04.06.18

Superstar?

Posted in Uncategorized at 6:17 pm by Administrator

Jesus Christ Superstar came out in 1973, the same year I received Jesus Christ as my Lord and Savior. There was a lot of buzz about that production, but as a new believer in Christ it just didn’t sound right to me. Jesus wasn’t a superstar. He was a savior. And he was the Lord of the universe. I didn’t think Superstar was a very respectful title, so I didn’t bother watching it.
With the recent release of the new production the questions resurfaced after seeing long-time, respected, Christian friends, some ministers and pastors, raving about what a great production it was. Then talking with a friend who recently appeared in a local production, he offered to loan me his DVD of the original production. So I watched it and sadly my expectations were fulfilled. I tried to watch with an objective View, but it’s hard to be objective when your best friend is being depicted inaccurately.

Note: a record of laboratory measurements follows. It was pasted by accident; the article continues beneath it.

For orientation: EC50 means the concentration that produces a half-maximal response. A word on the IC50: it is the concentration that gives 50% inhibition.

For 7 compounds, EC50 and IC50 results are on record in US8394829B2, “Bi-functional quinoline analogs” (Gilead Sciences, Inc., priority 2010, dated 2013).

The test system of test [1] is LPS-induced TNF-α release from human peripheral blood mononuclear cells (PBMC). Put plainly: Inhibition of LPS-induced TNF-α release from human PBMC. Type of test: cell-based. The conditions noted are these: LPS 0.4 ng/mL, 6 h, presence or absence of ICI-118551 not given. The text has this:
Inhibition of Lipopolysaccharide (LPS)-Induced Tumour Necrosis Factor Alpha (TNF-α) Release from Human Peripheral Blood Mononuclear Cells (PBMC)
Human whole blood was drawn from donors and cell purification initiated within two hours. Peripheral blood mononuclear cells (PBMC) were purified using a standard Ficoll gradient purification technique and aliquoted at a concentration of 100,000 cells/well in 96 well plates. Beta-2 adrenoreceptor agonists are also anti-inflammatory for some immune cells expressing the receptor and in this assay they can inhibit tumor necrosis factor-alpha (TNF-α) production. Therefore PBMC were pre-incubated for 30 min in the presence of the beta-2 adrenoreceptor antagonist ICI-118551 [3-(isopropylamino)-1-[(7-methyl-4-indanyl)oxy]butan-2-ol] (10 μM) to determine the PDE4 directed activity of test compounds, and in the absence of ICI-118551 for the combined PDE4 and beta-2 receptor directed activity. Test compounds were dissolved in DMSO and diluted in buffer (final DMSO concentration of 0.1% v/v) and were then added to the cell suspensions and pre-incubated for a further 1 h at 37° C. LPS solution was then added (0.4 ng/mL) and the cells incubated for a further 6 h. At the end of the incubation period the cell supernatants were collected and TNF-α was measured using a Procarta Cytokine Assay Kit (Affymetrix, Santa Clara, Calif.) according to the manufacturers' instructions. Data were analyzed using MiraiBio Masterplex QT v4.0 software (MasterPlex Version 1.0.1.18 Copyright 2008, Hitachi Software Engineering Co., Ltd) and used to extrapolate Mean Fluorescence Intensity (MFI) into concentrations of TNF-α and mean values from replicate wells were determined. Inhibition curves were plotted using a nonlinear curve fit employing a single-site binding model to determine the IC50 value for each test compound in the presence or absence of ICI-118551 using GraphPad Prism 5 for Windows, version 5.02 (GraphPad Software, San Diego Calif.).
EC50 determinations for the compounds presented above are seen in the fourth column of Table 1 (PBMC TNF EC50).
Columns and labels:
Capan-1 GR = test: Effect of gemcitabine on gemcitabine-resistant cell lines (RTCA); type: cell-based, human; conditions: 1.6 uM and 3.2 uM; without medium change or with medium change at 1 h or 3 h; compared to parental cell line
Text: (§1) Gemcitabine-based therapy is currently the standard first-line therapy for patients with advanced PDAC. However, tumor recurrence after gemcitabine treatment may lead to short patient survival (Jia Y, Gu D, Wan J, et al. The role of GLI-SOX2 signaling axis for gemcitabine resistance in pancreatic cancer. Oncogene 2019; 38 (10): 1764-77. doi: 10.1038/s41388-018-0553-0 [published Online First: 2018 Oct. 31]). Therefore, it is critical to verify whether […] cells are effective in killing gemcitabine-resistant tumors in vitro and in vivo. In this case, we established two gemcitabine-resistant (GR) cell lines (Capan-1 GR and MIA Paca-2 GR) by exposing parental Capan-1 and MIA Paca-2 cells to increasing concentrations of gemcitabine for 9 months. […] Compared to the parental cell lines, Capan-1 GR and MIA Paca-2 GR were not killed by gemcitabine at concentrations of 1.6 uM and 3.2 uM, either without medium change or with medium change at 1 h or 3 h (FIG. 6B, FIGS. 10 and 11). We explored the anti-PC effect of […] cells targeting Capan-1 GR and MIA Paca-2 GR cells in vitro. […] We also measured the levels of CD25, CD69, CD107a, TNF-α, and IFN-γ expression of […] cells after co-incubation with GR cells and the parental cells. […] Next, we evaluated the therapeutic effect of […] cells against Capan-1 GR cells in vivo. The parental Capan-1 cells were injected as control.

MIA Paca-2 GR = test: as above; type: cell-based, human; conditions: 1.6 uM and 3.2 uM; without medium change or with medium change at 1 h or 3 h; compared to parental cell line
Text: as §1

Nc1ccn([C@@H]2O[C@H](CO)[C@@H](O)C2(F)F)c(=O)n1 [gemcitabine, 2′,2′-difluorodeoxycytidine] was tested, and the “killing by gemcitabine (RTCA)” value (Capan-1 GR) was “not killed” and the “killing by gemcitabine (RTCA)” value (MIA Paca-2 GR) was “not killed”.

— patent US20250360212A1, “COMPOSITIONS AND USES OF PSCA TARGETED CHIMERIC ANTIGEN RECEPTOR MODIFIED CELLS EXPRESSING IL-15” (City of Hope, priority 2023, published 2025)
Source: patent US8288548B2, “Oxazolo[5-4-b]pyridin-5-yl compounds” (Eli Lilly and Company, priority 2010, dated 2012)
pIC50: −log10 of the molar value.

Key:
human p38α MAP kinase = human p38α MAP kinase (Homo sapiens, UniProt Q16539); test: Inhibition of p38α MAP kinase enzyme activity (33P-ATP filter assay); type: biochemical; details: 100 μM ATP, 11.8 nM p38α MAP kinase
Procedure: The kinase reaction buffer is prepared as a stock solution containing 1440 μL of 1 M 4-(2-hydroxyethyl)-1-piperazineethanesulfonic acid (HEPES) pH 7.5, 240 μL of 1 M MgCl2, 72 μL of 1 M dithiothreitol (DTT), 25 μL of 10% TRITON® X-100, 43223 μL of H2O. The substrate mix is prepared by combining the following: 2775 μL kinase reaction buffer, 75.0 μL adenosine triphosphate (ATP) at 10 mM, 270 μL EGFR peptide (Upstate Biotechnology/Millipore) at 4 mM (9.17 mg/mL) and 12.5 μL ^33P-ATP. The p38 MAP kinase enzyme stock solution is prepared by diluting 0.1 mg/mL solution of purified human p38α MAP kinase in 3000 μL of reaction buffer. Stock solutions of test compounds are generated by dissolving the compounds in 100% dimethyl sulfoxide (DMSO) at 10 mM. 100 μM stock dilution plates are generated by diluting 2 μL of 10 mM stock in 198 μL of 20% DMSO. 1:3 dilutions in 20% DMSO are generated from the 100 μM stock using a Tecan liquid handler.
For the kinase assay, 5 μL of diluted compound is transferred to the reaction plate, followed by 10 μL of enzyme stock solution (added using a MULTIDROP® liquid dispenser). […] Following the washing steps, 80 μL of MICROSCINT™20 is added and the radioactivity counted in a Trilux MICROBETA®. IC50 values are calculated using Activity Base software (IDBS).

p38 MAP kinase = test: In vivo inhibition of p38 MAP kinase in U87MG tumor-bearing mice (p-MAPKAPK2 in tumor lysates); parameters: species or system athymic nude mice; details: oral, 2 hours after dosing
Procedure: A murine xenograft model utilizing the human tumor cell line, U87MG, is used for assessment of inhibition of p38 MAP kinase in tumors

So here’s my take on Jesus Christ Superstar:
1. The opening narrative has Judas challenging, questioning, and accusing Jesus of being unbalanced, going too far and sabotaging the whole project. Now, Judas was a bad guy. He betrayed Jesus in the end. And additional comments indicate that he was dishonest and misunderstood Jesus’ priorities. But I see no biblical evidence of him challenging or undermining Jesus except for the instance where the perfume was poured over his head, which was a minor incident. (John 12:4)
2. The second thing that struck me was Mary Magdalene constantly rubbing and draping herself on Jesus. And Jesus didn’t seem to be bothered by it. Now we must remember that Mary Magdalene was a reformed prostitute. As such, she would have avoided any suggestive behavior, especially toward the man who had informed her. It must also be noted also, that in this ancient Jewish culture, men and women did not touch each other unless they were married. It would have been very improper and offensive for Mary to have her hands all over Jesus and for him not to put a stop to it.
3. Throughout this production Jesus was unsure, questioning himself, discouraged and frustrated. Nowhere in the biblical account do we see Jesus unsure of himself, questioning whether he is the Son of God, or questioning whether his ministry is effective. This travesty has Jesus crying out to God. “I gave it my best for 3 years”, as if he had failed. In another scene, Jesus said to his disciples, “None of you will remember me 10 minutes after I’m dead.” Again he says, “None of you really cares if I live or die.” In The Garden of Gethsemane Jesus is questioning why he has to die.